Over the years I've had discussions over the merit of various forms of dependency resolution and people tend to fall firmly into one camp or the other. I have found what is best is very much dependent on the situation; dogmatic adherence to one model or another will eventually handicap you as a programmer. Today I ran into yet another example of this in the normal course of maintaining playwright-perl.
For those of you unfamiliar, there are two major types of
Dynamic Linking: Everything uses global deps unless explicitly overridden with something like LD_LIBRARY_PATH at runtime. This has security and robustness implications as it means the program author has no control over the libraries used to build their program. That said, it results in the smallest size of shipped programs and is the most efficient way to share memory among programs. Given both these resources were scarce in the past, this became the dominant paradigm over the years. As such it is still the norm when using systems programming languages (save for some OSes and utilities which prefer static linking).
Static Linking: essentially a fat-packing of all dependencies into your binary (or library). The author (actually whoever compiles it) has full control over the version of bundled dependencies. This is highly wasteful of both memory and disk space, but has the benefit of working on anything which can run its' binaries. The security concern here is baking in obsolete and vulnerable dependencies. Examples of this approach would be most vendor install mechanisms, such as npm, java jars and many others. This has become popular as of late due to it being simplest to deploy. Bootstrapping programs are almost always using this technique.
There is yet another way, and this is to "have our cake and eat it too" approach most well known in windows DLLs. You can have shared libraries which expose every version ever shipped such that applications can have the same kind of simple deploys as with static linking. The memory tradeoffs here are not terrible, as only the versions used are loaded into memory, but you pay the worst disk cost possible. Modern packaging systems get around this by simply keeping the needed versions online, to be downloaded upon demand.
Anyways, perl is a product of it's time and as such takes the Dynamic approach by default, which is to install copies of its' libraries system-wide. That said, it's kept up with the times so vendor installs are possible now with most modules which do not write their makefiles manually. Anyhow, this results in complications when you have multi-programming language projects, such as playwright-perl.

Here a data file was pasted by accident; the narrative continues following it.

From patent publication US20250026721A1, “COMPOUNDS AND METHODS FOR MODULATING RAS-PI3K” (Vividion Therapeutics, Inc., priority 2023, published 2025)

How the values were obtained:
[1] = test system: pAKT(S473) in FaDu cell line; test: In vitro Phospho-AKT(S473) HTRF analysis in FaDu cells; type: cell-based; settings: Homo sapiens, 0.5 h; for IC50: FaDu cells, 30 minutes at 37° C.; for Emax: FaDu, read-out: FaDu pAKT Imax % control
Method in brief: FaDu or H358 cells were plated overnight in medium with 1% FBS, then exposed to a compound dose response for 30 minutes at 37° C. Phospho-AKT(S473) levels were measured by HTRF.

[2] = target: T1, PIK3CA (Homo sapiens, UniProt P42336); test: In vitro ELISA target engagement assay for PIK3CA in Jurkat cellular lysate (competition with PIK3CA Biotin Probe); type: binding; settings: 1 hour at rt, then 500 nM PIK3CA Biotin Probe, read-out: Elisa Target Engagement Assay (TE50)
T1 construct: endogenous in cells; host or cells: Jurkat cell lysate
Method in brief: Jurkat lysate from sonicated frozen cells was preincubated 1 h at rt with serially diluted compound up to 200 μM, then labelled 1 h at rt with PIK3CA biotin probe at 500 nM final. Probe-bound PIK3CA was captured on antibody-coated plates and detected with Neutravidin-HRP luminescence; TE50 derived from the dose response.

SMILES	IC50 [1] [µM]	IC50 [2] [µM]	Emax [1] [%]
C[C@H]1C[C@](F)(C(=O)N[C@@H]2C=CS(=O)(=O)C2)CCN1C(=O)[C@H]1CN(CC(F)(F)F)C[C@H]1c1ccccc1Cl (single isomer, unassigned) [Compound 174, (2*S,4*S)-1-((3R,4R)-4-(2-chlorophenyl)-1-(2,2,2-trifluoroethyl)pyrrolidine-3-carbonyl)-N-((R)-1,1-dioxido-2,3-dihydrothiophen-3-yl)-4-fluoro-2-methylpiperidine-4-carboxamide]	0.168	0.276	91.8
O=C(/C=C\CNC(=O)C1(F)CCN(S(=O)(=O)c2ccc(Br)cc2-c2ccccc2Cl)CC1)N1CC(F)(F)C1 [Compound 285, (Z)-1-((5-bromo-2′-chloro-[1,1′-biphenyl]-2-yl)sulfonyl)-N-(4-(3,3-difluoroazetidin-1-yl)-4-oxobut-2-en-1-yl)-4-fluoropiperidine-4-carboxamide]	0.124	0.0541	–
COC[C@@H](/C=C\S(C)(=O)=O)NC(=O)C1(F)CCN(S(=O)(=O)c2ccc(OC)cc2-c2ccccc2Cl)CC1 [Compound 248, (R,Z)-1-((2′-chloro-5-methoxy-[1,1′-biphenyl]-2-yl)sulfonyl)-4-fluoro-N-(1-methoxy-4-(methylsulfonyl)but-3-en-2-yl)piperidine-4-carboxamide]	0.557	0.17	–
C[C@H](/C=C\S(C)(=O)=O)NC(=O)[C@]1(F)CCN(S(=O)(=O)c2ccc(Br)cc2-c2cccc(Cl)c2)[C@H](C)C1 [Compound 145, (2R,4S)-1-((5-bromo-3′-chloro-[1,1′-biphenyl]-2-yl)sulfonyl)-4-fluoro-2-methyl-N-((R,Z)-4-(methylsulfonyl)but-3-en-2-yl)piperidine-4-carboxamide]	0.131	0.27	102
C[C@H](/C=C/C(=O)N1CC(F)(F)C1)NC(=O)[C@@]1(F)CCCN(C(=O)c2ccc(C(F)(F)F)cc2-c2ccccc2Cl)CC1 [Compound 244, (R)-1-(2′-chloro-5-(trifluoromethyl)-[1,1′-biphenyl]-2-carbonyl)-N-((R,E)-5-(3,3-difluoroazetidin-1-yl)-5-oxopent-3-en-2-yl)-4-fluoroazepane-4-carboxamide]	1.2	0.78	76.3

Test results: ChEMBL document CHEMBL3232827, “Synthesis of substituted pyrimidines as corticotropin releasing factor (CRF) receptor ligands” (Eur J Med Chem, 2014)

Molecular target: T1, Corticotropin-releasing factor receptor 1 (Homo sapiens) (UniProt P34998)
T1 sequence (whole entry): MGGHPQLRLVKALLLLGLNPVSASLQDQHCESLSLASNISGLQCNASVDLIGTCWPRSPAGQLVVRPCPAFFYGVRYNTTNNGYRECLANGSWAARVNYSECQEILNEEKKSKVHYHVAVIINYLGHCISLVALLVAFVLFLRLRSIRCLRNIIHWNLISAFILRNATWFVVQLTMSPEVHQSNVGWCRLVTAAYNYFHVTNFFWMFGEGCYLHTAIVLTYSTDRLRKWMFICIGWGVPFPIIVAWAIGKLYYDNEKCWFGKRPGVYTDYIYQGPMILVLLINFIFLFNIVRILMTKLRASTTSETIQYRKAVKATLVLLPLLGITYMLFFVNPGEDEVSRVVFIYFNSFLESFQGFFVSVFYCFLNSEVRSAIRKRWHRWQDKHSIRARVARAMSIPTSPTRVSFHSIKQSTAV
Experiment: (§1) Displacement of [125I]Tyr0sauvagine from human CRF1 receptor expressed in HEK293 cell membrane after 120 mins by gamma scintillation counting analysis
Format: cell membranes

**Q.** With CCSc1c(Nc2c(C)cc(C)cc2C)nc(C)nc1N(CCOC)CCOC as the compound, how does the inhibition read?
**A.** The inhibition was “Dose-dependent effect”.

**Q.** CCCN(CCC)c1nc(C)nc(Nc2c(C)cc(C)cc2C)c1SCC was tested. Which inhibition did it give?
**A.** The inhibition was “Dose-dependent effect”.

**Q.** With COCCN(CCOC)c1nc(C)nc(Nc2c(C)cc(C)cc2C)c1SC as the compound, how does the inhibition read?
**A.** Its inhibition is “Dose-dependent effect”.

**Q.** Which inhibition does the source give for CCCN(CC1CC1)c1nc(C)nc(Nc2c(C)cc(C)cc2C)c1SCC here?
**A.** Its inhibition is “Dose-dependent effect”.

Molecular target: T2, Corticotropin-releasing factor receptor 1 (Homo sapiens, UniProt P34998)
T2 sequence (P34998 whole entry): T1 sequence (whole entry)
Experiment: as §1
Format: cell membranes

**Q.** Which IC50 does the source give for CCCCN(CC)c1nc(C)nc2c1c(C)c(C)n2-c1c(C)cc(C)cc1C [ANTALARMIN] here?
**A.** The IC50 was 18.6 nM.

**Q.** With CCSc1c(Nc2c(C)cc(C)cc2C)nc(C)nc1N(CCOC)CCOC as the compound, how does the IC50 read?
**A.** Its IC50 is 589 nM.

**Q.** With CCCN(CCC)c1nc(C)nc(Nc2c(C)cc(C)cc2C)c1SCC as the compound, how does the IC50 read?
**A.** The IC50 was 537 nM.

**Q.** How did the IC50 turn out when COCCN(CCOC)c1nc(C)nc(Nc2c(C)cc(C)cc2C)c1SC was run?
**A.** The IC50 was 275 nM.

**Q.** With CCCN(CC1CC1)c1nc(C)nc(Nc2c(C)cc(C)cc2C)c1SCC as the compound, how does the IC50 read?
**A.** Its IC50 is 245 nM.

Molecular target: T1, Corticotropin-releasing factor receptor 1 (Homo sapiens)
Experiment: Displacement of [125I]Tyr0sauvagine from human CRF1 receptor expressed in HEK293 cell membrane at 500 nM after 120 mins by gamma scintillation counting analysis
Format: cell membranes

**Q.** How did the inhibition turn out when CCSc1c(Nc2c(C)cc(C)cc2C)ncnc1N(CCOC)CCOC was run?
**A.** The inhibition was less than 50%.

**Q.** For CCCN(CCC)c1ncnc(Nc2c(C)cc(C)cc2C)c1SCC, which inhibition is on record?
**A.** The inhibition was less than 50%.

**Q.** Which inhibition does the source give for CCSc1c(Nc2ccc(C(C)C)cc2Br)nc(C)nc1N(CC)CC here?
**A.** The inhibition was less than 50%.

Playwright is a web automation toolkit written in node.js, and so we will have to do some level of validation to ensure our node kit is correct before the perl interface can work. This is further complicated by the fact that playwright also has other dependencies on both browsers and OS packages which must be installed.
Normally in a node project you could use webpack to fat-pack (statically link) to all your dependencies. That said, packing entire browser binaries is a bridge too far, so we either have to instruct the user properly or install everything for them. As is usual with my projects, I bit off a bit more than I can chew trying to be good to users, and made attempts to install the dependencies for them. Needless to say, I have ceased doing so. Looking back, this willingness to please has caused more of my bugs than any other. Yet again the unix philosophy wins; do one thing, do it well. This is also a big reason why dynamic linking won -- it makes a lot of things "not your problem". Resolving dependencies and installing them are two entirely separate categories of problem, and a program only has to solve one to run.
The long-term solution here is to wait until playwright can be shipped as an OS package, as many perl libraries are nowadays. It's interesting that playwright itself made an install-deps subcommand. I hope this means that is in the cards soon, as that's most of the heavy lifting for building OS packages.